Interesting piece, Claire — thanks for sharing. I also have problems with the word empowerment, and feel similarly about the concept of ‘motivating’ employees. For employees to have power, one way is to ‘give’ it to them, another is for them to ‘take’ it. I like what Tom Nixon says about responsibility, that it cannot be given, it must be taken (otherwise, that person hasn’t really become the one who is responsible). Perhaps it’s the same with power — for employees to truly have power, autonomy, authority, they must take it; it cannot be given. If it’s given, you may get the feeling it could always be taken back. So then the question is, how do you create the conditions for people to be able to take it?

Right now it feels like so many of us are in a process of learning new ways of being together — a dynamic that’s much more adult-adult and much less parent-child. That means managers need to stop behaving like parents (and empowering people, I’d argue, perpetuates the parent-child dynamic) AND employees need to stop behaving like children (TAKING power rather than waiting for it to be given).

What I’m wrestling with is: If you are a manager or even informally a leader, your ‘power’ is tacit. Maybe this won’t always be the case as we begin to unlearn traditional, rigidly hierarchical ways of working… But for now, even in flatter organisations, I’d argue that power is there, it’s assumed. So I wonder if there’s an interim step where empowerment is necessary UNTIL it has really shifted and people believe it. Which means giving ALL the power away and redistributing it and being consistent enough that people believe it.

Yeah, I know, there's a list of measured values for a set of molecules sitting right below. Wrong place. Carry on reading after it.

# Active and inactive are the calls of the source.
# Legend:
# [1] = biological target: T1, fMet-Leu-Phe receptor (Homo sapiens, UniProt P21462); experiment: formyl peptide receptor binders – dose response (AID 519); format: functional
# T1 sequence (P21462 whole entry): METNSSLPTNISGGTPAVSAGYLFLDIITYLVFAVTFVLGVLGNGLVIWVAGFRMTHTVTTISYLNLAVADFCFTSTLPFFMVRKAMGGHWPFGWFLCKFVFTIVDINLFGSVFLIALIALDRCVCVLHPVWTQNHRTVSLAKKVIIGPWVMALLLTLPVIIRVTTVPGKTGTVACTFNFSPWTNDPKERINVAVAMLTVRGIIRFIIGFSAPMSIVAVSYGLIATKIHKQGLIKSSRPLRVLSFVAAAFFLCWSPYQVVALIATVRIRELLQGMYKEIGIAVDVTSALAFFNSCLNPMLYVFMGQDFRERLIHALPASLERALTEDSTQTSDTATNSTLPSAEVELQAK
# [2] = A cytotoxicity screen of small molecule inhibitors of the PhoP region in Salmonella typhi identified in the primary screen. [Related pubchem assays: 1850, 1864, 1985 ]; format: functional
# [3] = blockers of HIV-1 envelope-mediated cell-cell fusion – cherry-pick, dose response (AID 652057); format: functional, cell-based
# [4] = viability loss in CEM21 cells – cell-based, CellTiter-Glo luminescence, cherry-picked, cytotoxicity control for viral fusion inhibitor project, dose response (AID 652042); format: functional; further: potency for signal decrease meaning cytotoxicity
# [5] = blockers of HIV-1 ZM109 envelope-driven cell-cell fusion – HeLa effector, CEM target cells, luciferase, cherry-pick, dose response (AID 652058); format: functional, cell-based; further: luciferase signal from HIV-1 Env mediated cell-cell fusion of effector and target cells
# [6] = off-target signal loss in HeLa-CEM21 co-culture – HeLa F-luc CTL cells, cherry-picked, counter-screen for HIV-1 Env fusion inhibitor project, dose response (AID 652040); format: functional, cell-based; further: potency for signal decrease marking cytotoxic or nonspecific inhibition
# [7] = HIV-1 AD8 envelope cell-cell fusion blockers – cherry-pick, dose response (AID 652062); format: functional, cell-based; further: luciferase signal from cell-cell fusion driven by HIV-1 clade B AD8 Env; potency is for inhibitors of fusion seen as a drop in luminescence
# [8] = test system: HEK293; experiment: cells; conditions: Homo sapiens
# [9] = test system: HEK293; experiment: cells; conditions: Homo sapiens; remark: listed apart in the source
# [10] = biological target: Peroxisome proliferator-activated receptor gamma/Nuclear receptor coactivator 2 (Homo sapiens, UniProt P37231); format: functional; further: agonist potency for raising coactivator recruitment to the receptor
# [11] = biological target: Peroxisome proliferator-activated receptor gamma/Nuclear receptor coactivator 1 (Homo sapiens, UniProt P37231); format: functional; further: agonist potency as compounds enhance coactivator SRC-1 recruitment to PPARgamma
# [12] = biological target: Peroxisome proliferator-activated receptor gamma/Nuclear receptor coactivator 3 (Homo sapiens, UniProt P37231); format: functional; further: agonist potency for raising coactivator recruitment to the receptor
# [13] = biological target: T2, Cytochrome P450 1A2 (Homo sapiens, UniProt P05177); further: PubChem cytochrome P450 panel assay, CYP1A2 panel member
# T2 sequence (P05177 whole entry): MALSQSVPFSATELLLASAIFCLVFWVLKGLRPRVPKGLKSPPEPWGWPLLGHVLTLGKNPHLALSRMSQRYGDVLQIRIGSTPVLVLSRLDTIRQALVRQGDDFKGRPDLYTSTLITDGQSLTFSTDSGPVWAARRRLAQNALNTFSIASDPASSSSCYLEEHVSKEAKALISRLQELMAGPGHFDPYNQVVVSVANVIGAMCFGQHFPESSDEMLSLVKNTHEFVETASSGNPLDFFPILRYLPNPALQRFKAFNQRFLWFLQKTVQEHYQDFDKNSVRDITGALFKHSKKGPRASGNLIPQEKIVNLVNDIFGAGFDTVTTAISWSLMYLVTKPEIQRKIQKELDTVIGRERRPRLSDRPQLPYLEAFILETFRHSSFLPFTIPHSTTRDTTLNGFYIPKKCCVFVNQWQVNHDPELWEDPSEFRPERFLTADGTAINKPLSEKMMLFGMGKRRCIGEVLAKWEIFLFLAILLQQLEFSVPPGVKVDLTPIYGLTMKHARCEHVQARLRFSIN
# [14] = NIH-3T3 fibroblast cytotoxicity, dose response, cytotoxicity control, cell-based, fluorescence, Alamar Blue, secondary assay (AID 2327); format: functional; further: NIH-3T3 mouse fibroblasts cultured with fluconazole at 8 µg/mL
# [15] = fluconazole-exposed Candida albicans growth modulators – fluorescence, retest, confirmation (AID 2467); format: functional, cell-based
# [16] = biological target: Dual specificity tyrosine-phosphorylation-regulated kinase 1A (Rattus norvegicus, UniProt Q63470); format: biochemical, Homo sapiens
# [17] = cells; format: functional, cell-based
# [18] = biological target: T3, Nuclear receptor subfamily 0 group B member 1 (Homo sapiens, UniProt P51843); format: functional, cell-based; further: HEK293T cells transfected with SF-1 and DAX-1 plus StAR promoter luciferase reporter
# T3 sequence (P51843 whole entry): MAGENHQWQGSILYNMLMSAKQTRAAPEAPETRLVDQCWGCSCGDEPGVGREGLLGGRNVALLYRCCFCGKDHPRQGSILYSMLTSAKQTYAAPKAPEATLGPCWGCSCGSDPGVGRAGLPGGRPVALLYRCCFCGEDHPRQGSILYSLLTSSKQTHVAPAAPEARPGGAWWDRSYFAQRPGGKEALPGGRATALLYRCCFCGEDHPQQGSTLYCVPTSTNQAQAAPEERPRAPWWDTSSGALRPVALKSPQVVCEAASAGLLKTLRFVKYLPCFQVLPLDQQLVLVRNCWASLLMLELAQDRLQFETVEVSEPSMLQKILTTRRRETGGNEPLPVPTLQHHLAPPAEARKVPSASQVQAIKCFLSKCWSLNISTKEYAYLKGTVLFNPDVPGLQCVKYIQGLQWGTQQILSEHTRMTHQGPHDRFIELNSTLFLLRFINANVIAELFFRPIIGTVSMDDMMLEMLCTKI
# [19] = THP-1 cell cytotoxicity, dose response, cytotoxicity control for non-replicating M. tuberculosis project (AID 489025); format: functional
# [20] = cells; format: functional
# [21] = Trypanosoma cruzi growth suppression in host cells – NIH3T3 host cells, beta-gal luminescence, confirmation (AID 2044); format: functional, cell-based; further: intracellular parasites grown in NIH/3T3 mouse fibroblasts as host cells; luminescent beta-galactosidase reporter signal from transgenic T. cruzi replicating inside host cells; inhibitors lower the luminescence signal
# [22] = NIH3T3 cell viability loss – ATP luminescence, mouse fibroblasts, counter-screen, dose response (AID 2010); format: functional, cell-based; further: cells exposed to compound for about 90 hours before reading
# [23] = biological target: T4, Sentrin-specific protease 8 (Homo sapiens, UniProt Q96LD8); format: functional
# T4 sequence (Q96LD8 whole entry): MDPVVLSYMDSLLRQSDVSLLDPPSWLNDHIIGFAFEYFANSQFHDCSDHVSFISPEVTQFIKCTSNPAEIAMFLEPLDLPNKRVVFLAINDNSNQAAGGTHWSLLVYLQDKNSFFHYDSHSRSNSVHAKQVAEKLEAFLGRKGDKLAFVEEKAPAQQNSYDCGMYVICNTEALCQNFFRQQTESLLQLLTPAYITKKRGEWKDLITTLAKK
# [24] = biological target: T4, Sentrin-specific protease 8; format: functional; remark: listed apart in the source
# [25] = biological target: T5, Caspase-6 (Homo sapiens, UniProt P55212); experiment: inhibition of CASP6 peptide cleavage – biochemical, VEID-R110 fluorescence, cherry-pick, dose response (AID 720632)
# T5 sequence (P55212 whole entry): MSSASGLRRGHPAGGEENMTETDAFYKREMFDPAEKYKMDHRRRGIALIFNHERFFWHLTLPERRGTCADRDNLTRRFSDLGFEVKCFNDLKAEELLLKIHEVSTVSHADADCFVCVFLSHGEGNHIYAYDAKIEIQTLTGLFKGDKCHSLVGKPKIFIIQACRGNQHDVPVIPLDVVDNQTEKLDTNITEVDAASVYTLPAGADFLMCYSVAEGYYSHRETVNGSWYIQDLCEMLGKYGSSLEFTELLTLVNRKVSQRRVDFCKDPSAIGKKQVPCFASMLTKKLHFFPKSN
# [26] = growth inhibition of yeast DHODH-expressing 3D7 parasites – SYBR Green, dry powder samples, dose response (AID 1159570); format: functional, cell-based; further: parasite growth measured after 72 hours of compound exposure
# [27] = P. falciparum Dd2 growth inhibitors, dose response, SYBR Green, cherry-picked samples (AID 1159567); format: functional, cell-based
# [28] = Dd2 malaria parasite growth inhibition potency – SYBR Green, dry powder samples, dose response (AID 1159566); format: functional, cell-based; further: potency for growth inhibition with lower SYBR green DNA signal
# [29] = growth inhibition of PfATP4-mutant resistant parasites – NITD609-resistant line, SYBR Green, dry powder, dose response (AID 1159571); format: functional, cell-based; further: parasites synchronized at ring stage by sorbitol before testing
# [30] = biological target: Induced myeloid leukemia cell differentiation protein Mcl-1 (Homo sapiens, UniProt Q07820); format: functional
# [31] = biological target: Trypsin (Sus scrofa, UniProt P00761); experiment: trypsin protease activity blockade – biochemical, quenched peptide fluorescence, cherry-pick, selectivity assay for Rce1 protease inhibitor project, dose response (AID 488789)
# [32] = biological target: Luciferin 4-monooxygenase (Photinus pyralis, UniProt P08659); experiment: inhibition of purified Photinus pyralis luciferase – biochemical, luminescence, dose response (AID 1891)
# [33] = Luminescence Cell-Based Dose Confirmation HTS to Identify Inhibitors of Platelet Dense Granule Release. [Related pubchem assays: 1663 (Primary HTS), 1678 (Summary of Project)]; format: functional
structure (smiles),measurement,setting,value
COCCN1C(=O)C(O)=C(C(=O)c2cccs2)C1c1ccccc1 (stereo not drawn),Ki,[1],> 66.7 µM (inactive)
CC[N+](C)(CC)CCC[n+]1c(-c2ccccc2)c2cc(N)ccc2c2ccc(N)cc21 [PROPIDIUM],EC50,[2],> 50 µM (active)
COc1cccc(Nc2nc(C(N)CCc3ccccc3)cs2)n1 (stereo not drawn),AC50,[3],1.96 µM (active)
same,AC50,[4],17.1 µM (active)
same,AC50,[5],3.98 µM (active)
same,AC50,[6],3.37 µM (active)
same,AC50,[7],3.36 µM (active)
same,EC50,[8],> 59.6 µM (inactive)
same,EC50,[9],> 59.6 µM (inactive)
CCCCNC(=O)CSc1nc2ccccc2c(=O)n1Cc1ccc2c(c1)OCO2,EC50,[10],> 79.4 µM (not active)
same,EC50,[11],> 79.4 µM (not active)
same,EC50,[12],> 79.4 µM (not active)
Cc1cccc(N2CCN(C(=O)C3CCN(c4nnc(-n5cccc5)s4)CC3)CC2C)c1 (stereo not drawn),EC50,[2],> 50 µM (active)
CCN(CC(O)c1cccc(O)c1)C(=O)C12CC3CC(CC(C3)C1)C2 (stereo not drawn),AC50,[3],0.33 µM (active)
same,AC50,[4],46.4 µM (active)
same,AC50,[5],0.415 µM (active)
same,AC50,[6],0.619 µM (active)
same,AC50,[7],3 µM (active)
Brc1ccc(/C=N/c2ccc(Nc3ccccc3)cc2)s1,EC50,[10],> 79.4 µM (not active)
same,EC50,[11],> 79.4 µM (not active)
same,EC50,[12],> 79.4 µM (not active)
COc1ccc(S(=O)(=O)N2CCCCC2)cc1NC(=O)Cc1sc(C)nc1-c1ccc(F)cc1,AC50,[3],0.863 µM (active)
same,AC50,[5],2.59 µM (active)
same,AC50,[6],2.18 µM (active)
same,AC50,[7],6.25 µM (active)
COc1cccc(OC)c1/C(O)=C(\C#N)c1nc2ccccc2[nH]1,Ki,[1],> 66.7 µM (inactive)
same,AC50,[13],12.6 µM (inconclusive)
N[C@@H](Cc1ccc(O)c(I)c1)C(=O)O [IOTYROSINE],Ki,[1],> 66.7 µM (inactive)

I’d argue that some of your questions (what do employees really want? How can I make it clear why what they’re doing matters? etc.) COULD fall into that parent behaviour/dynamic category — it very much depends on your mindset and way of being. If you’re coming from a coaching leadership mindset and way of being, these questions are really valuable and valid. But if you’re still coming from an empowerment mindset (“how can I make my employees more… [empowered/motivated/responsible/engaged]…”) then it strays into that tricky empowerment area that you and I are trying to avoid. What are your thoughts?

I think this is a really important topic to discuss so thank you for writing this article. I look forward to the conversations it generates.

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Founder of Reimaginaire, trainer and coach with Tuff Leadership Training, host of Leadermorphosis podcast.

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